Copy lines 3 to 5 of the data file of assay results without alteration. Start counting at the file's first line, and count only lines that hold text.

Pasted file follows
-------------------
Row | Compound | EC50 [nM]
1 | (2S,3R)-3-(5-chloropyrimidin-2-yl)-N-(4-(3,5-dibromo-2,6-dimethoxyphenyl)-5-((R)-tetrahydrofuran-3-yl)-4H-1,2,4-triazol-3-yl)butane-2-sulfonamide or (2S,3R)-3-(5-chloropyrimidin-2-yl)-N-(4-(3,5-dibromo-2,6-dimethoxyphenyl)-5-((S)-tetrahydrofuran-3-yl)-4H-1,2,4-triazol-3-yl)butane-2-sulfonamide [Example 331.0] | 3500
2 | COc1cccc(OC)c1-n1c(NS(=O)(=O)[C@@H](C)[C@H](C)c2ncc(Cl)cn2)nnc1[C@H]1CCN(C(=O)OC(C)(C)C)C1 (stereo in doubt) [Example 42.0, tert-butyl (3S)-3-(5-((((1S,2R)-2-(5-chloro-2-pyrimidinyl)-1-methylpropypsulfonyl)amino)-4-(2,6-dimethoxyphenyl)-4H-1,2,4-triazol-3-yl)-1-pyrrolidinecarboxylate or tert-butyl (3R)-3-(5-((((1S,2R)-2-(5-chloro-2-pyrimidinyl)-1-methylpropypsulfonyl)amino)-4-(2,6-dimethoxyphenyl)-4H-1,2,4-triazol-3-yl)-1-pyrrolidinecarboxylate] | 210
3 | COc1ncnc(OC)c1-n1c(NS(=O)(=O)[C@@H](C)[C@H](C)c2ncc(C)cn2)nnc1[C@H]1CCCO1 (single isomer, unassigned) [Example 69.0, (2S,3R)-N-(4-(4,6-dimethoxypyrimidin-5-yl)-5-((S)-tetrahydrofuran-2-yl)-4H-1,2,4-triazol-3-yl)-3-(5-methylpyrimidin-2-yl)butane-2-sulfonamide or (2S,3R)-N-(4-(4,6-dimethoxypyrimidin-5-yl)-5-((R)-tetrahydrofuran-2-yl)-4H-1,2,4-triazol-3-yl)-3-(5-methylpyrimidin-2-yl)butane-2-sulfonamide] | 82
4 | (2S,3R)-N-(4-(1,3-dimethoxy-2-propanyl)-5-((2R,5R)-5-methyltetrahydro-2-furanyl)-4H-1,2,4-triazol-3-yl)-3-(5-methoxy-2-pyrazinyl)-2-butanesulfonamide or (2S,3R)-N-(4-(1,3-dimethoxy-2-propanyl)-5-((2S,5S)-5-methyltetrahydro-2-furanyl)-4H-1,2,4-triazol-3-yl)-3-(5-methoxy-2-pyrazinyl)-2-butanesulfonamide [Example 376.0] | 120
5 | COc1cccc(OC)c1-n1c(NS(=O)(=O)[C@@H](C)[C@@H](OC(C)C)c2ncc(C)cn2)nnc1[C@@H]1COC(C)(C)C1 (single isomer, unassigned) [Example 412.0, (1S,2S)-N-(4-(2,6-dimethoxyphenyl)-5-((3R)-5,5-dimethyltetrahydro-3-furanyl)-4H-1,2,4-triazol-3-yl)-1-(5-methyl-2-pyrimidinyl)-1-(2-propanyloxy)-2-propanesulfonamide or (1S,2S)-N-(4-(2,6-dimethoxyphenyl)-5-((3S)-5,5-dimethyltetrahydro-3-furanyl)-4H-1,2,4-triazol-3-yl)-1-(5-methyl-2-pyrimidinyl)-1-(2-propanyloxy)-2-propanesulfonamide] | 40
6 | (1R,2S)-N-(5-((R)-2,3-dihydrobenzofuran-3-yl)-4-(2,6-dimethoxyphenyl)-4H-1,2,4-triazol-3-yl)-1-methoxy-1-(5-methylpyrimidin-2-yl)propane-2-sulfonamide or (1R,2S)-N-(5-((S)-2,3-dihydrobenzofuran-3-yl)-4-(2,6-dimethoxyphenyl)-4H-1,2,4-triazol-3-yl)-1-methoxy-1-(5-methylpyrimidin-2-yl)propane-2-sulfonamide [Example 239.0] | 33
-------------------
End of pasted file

2 | COc1cccc(OC)c1-n1c(NS(=O)(=O)[C@@H](C)[C@H](C)c2ncc(Cl)cn2)nnc1[C@H]1CCN(C(=O)OC(C)(C)C)C1 (stereo in doubt) [Example 42.0, tert-butyl (3S)-3-(5-((((1S,2R)-2-(5-chloro-2-pyrimidinyl)-1-methylpropypsulfonyl)amino)-4-(2,6-dimethoxyphenyl)-4H-1,2,4-triazol-3-yl)-1-pyrrolidinecarboxylate or tert-butyl (3R)-3-(5-((((1S,2R)-2-(5-chloro-2-pyrimidinyl)-1-methylpropypsulfonyl)amino)-4-(2,6-dimethoxyphenyl)-4H-1,2,4-triazol-3-yl)-1-pyrrolidinecarboxylate] | 210
3 | COc1ncnc(OC)c1-n1c(NS(=O)(=O)[C@@H](C)[C@H](C)c2ncc(C)cn2)nnc1[C@H]1CCCO1 (single isomer, unassigned) [Example 69.0, (2S,3R)-N-(4-(4,6-dimethoxypyrimidin-5-yl)-5-((S)-tetrahydrofuran-2-yl)-4H-1,2,4-triazol-3-yl)-3-(5-methylpyrimidin-2-yl)butane-2-sulfonamide or (2S,3R)-N-(4-(4,6-dimethoxypyrimidin-5-yl)-5-((R)-tetrahydrofuran-2-yl)-4H-1,2,4-triazol-3-yl)-3-(5-methylpyrimidin-2-yl)butane-2-sulfonamide] | 82
4 | (2S,3R)-N-(4-(1,3-dimethoxy-2-propanyl)-5-((2R,5R)-5-methyltetrahydro-2-furanyl)-4H-1,2,4-triazol-3-yl)-3-(5-methoxy-2-pyrazinyl)-2-butanesulfonamide or (2S,3R)-N-(4-(1,3-dimethoxy-2-propanyl)-5-((2S,5S)-5-methyltetrahydro-2-furanyl)-4H-1,2,4-triazol-3-yl)-3-(5-methoxy-2-pyrazinyl)-2-butanesulfonamide [Example 376.0] | 120